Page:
Feeds:
Posts
Comments

Posts Tagged ‘science’

Gotta love these studies that take MRI’s of brains of people doing particular tasks.  It’s worth noting that similar findings have been found in many other tasks as well.  We just have to accept that sometimes people are better at doing that things than others, and it is probably to some degree, innate talent.

This also explains why I never was able to beat Super Mario Brothers.  Curse that level 8 stage 2!

Prior cognitive, psychological, and neurological studies have shown that expert video game players are capable of outperforming novices in measures of attention and perception. They also have demonstrated that, when novices train on video games for 20-plus hours, they experienced no measurable increase in cognitive ability. These two pieces of information would seem to point to an innate difference between expert and novices gamers, instead of suggesting that gaming is a skill that can be learned.

New neurological research, published in—and made freely available by—the journal Cerebral Cortex has found a correlation between the size of a trio of structures in the human brain and their owner’s ability to learn and play video games. Animal studies had focused the authors’ attention on three distinct structures deep within the brain: the caudate nucleus and the putamen in the dorsal striatum, and the nucleus accumbens in the ventral striatum. It was known that the striatum was used in habit forming and skill acquisition, so a role in video games skills makes sense.

via Bad at video games? Your brain structure may be at fault.

Read Full Post »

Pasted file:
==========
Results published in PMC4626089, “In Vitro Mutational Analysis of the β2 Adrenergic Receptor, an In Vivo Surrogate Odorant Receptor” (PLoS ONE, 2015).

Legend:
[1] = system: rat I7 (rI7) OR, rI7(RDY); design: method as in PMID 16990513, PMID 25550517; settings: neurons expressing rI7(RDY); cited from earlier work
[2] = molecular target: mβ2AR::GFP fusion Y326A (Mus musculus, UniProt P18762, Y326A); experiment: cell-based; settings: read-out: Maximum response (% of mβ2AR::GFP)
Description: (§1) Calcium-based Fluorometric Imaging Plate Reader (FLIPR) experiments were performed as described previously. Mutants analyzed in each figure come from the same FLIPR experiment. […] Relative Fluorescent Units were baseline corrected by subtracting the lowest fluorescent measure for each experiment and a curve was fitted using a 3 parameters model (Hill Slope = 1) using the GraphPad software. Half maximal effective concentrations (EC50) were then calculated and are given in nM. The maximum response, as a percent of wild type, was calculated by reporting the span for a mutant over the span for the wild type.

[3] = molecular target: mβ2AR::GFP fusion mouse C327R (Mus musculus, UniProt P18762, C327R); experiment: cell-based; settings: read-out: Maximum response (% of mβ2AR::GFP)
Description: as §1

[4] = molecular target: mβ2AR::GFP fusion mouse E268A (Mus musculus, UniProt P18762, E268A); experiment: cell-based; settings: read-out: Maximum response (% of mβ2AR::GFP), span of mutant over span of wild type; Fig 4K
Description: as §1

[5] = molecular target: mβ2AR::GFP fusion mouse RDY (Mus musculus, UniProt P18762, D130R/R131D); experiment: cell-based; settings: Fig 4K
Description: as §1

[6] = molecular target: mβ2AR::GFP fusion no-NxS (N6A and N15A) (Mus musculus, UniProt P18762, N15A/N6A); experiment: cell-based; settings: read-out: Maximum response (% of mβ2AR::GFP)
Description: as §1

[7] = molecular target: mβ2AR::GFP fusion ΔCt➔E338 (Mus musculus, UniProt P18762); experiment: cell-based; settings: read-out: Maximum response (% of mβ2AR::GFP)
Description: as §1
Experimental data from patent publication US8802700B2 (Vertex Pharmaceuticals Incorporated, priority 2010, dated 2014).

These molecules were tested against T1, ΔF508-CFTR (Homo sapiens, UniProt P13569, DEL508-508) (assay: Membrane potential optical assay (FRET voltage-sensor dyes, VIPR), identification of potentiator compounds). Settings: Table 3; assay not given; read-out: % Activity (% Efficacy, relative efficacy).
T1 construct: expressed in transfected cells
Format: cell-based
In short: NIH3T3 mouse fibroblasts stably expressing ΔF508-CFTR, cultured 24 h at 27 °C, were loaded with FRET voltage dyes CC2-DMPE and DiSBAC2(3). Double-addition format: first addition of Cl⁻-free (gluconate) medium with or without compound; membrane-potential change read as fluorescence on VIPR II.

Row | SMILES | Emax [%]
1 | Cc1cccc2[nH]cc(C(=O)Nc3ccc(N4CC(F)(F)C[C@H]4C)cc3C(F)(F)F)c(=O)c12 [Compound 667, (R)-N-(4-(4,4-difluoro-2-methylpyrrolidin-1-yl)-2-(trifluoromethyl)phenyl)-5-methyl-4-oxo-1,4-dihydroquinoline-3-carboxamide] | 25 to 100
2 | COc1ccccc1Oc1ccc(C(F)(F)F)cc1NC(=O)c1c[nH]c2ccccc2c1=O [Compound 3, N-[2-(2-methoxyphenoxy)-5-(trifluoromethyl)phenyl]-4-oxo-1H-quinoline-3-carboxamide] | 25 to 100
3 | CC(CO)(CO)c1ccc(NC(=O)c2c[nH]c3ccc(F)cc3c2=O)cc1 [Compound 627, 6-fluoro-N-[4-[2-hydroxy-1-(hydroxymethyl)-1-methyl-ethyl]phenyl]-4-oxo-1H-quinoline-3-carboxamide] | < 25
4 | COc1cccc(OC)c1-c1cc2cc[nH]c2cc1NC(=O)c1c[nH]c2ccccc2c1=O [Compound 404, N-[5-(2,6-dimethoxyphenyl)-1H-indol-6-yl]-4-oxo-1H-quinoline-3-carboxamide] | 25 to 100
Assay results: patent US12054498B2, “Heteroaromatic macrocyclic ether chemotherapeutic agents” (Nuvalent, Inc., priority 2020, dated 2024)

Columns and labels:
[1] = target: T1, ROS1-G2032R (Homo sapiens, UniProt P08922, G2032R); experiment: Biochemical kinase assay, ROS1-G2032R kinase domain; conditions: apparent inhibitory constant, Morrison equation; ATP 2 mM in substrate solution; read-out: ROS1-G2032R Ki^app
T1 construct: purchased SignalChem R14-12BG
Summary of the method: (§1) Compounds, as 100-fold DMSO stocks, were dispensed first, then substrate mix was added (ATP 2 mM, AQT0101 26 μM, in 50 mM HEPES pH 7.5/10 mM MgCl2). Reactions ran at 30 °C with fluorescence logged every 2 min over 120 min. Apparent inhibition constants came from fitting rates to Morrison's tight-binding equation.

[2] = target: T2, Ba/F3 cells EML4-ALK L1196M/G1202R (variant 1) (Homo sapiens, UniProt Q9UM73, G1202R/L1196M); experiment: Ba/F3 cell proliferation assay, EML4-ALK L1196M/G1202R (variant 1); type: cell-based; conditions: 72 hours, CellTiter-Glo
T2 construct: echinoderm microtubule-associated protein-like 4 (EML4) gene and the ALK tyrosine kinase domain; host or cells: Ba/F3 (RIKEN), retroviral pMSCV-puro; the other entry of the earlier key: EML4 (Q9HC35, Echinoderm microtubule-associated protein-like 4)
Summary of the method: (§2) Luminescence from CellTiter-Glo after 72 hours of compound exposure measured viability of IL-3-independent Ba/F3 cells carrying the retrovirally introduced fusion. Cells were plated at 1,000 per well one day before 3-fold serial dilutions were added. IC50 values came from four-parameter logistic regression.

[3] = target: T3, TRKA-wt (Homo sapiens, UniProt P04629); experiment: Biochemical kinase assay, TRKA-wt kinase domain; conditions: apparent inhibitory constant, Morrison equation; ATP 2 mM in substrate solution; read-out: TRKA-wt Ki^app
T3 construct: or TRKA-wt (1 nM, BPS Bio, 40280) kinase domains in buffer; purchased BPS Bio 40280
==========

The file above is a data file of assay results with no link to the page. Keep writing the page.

The whole post is a good read, but the following caught my eye:

A reflection: Is our national medical obsession with chest pain a manifestation of our national anxiety and fear of uncertainty? Of our national terror of death, or our collective unease even in the face of relative security and prosperity? Is it because we’ve subsituted faith for pharmaceuticals?

via edwinleap.com | Sunday morning in the ER.

My answer: yes.   More specifically, we have substituted Science as the religion, humanity as supreme, and have found both sorely lacking.

Read Full Post »

A really great article by Atul Gawande (writer of “Complications” and “Better”) was published in the New Yorker. The ariticle follows the work on intensivist Dr Peter Pronovost, who made simple workflow interventions which made dramatic reductions on the rate of complications in the intensive care unit. The following quote, however, made him an instant hero to me:

“The fundamental problem with the quality of American medicine is that we’ve failed to view delivery of health care as a science. The tasks of medical science fall into three buckets. One is understanding disease biology. One is finding effective therapies. And one is insuring those therapies are delivered effectively. That third bucket has been almost totally ignored by research funders, government, and academia. It’s viewed as the art of medicine. That’s a mistake, a huge mistake. And from a taxpayer’s perspective it’s outrageous.”

A link to the article is here.

Thanks Phil Andrus at the Mount Sinai Emergency Medicine Critical Care Blog for bringing this to my attention.

Read Full Post »